Teresa of Avila: In the footsteps of a saint01 December 2016 | by Catherine Pepinster
Pilgrims who set out to follow the extensive journeys across Spain of this remarkable saint, mystic and reformer are discovering the legacy of a dogged, enterprising woman
there is a pomegranate tree growing in the garden of the Carmelite monastery in Toledo. As we look out across the city to the mountains, we pluck and eat fruits rich with symbolism. For medieval Christians like Teresa of Ávila the pomegranate represented resurrection and eternal life. “Thy plants are a paradise of pomegranates with the fruits of the orchard”, Teresa wrote in one of her poems, echoing the Song of Songs.
To enclosed nuns and monks of the Carmelite order the garden was a place for domestic tasks and relaxation in the heat of the Spanish day, but it also represented a return to the lost ideal of the garden of Eden, the original paradise. And as Teresa of Ávila set about reforming the Carmelite order in sixteenth-century Spain she may well have thought of another garden – Mount Carmel, where Elijah’s followers lived as prophets. The mount’s Hebrew name was Hakkarmel, which means the orchard or garden.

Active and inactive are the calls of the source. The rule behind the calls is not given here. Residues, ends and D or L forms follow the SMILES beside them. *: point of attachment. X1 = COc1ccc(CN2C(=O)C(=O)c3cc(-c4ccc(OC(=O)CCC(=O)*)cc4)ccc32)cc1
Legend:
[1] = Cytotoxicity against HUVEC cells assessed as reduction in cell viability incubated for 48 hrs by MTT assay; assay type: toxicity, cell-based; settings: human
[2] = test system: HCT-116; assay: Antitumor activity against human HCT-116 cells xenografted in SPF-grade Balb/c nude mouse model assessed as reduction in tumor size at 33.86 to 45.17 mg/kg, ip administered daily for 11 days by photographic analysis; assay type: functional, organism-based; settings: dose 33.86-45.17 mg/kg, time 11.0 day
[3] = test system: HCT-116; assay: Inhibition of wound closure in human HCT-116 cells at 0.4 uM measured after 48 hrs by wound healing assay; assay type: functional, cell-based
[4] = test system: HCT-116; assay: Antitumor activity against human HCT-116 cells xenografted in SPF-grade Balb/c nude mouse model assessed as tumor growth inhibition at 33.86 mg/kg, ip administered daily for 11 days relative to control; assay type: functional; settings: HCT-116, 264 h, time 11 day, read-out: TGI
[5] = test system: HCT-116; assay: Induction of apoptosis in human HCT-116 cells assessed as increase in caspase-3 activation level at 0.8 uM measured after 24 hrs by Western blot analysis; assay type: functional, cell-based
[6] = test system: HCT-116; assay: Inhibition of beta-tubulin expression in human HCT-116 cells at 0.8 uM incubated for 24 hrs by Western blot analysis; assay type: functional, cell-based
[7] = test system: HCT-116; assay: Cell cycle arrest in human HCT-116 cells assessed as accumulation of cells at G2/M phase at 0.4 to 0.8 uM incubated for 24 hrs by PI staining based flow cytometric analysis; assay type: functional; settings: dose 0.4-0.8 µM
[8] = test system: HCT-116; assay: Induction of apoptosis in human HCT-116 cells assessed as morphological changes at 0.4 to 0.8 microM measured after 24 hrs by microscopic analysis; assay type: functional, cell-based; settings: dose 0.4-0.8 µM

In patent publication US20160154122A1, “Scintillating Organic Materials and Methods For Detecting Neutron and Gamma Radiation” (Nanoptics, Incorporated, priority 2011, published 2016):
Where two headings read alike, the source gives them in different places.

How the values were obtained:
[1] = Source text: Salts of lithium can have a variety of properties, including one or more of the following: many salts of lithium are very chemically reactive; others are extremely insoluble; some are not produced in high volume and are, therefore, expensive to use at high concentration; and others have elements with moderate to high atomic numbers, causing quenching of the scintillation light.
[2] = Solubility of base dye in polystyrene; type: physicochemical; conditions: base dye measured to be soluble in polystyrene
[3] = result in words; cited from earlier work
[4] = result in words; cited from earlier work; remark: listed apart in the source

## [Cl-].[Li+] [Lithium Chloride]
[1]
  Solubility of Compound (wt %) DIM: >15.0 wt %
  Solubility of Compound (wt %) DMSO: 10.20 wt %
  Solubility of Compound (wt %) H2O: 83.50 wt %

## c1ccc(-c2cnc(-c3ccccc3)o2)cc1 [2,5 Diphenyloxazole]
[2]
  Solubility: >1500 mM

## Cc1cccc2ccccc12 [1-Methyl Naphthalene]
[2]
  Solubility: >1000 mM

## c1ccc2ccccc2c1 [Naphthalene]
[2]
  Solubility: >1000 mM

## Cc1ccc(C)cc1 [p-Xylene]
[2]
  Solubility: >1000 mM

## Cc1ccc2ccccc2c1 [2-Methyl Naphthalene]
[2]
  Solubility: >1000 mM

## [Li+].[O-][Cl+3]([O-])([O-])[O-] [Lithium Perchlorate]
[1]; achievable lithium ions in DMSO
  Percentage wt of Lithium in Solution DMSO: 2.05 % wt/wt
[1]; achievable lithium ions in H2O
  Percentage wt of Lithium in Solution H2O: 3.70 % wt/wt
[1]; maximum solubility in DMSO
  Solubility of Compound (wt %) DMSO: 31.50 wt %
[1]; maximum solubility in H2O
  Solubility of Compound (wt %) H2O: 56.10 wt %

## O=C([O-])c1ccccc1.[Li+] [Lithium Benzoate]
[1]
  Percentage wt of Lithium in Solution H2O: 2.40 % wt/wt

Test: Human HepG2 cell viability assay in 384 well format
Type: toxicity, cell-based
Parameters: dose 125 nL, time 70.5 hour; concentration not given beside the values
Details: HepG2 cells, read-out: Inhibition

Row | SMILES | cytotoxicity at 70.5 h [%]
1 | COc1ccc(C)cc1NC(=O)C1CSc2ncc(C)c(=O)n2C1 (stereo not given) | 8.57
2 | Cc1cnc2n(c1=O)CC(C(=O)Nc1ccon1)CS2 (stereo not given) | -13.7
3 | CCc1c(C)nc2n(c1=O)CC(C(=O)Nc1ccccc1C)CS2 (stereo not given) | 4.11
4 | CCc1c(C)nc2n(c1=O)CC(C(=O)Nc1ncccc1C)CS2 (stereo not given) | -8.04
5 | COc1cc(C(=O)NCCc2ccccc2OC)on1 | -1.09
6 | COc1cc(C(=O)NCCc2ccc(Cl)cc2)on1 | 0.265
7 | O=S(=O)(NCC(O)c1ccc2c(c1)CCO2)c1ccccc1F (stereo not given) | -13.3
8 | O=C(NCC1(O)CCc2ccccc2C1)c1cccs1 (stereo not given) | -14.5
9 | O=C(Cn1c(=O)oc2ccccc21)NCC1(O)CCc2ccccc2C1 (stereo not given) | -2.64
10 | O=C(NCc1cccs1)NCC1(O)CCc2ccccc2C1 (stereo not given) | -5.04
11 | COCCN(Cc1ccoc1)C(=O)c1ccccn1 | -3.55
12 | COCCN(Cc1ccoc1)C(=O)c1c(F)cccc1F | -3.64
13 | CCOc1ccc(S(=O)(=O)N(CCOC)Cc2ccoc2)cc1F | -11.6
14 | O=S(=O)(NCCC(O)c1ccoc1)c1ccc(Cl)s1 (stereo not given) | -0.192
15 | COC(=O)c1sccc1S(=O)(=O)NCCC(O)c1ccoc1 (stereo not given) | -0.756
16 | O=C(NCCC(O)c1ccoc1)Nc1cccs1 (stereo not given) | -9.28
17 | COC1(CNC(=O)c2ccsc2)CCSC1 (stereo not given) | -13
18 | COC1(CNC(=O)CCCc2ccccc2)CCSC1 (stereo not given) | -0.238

So it seemed appropriate to pause awhile in the Toledo garden and contemplate the remarkable life and work of a woman who, with determination and conviction, defied her father, challenged her Carmelite superiors, faced down the anti-Semites who murmured about her Jewish roots, stood up to the Inquisition, and pragmatically worked with the influential and wealthy to fund her life’s work. And all this took place amid the religious turmoil of the Reformation and Counter-Reformation.
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